That’s down to a 130 kW battery, which is a fairly rare thing in the automotive world right now. Tesla’s current biggest battery is the 100 kW pack found in the P100D; late last year another electric car upstart, Lucid Motors, promised its car would have a 130 kW option, though its Air EV would launch with a 100 kW pack first. Elon Musk has previously warned that moving higher up in battery capacity will demand exponentially greater amounts of work.

“The difficulty of increasing the energy in the pack is truly non-linear with increasing the energy,” the Tesla CEO said last year, when the 100 kW Tesla battery was announced. “Although it may be a 11- or 12-percent increase in capacity, it’s really been a 50-percent increase in difficulty.” Musk later suggested that fundamental changes in cell chemistry would be required for future increases.

Does that mean Faraday Future can’t deliver on a 130 kW pack? Not necessarily, but it’s likely to be a low-volume option and we’d not be surprised if only a minority of the cars it produces offer quite that large a battery. As Tesla has discovered over the past years, battery supply can be quite the bottleneck to your production plans.

It’s nowhere near ready yet – or even entirely ready for demos

The demo Gods are cruel, and if something can possibly go wrong during your flashy presentation, it probably will. All the same, Faraday Future’s embarrassing flop during one of the car’s headline features is likely to haunt it for some time to come. In theory, the FF 91 can drive itself off, park up, and then return to you later on, all of its own accord.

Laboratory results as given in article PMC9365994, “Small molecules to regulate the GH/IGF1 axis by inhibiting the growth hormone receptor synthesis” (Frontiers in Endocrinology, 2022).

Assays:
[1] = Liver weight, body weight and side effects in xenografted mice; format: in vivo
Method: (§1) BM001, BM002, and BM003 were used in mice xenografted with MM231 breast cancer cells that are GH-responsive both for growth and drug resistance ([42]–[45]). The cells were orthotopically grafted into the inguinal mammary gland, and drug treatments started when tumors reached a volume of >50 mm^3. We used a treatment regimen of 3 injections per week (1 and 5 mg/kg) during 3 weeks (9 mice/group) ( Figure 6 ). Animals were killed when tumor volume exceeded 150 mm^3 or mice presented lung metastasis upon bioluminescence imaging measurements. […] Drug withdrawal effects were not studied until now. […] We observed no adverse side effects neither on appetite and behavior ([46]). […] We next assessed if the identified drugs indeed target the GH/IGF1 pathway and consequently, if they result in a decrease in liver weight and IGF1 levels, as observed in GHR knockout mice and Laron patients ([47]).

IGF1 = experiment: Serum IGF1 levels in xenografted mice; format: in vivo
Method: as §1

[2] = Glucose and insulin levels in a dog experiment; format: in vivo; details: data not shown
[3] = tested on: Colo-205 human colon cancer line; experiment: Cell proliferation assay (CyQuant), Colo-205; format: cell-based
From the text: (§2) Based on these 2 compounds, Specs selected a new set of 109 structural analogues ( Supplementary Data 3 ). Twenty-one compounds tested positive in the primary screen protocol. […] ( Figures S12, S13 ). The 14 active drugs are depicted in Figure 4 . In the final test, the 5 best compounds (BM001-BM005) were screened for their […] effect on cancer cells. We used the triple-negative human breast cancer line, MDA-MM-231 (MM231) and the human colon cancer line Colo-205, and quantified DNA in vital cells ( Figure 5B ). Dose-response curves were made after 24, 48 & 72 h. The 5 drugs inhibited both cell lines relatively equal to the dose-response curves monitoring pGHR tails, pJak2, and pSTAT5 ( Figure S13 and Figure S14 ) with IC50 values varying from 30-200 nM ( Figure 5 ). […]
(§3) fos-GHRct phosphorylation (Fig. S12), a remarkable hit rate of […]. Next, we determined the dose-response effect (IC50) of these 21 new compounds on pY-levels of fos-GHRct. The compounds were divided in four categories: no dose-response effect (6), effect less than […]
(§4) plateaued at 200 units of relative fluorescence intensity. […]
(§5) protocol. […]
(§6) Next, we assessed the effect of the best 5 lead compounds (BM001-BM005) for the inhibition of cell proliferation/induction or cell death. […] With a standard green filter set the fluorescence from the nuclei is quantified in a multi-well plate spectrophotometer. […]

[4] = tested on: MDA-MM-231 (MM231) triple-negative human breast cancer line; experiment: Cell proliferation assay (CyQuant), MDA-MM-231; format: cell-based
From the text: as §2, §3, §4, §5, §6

In reality, the electric car simply refused to play ball. The automaker later blamed the venue for interfering with some of the FF 91’s sensors, and on a second attempt it duly trundled off to park itself. All the same, it’s a sharp reminder that automotive technology really isn’t as easy as some might hope.

Wrap-Up

There’s a fair amount of skepticism around the FF 91, and much of it is deserved. Faraday Future hasn’t been shy about its publicity claims, and bringing Ferraris and Bentleys on-stage at your electric car launch is a good way to get attention – but also to cover up some of the glaring questions that remain. We still don’t know how much the FF 91 will cost, over and above the $5k deposit the automaker is taking to secure a place in line, for instance.

More importantly, all is not necessarily smooth sailing within the business. Issues with funding – Faraday Future is bankrolled by Le Eco, which has had a shaky 2016 – and losses of high-profile personnel after what seemed like talent after talent joining the start-up have given many pause for thought. Throw in an ambitious 2018 production start, at least according to execs at the firm, and there really are more questions than facts at this point.

The electric car industry may probably get a zero-emissions sedan capable of embarrassing supercars, but it’s not clear whether Faraday Future will be responsible for it.